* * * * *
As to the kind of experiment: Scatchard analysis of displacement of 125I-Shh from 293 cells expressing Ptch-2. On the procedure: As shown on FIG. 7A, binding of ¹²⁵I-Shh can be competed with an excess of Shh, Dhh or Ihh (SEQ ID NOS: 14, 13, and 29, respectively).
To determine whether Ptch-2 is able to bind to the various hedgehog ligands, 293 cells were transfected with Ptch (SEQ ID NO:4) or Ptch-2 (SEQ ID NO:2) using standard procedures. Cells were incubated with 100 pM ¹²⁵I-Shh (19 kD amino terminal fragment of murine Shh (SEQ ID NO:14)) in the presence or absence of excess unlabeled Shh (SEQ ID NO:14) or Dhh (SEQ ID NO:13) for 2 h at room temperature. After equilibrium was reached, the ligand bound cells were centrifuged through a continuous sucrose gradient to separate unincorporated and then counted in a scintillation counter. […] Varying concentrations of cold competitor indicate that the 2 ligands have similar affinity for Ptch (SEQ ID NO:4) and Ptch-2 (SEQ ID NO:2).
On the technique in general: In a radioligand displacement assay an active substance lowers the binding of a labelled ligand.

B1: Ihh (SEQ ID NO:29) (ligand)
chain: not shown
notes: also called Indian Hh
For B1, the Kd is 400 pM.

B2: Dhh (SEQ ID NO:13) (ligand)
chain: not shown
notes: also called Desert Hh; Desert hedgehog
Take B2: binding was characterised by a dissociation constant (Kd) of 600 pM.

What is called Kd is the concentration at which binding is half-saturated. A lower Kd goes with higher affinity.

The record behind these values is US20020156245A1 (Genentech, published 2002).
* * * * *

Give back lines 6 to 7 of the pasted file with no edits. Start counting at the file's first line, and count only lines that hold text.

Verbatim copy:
notes: also called Indian Hh
For B1, the Kd is 400 pM.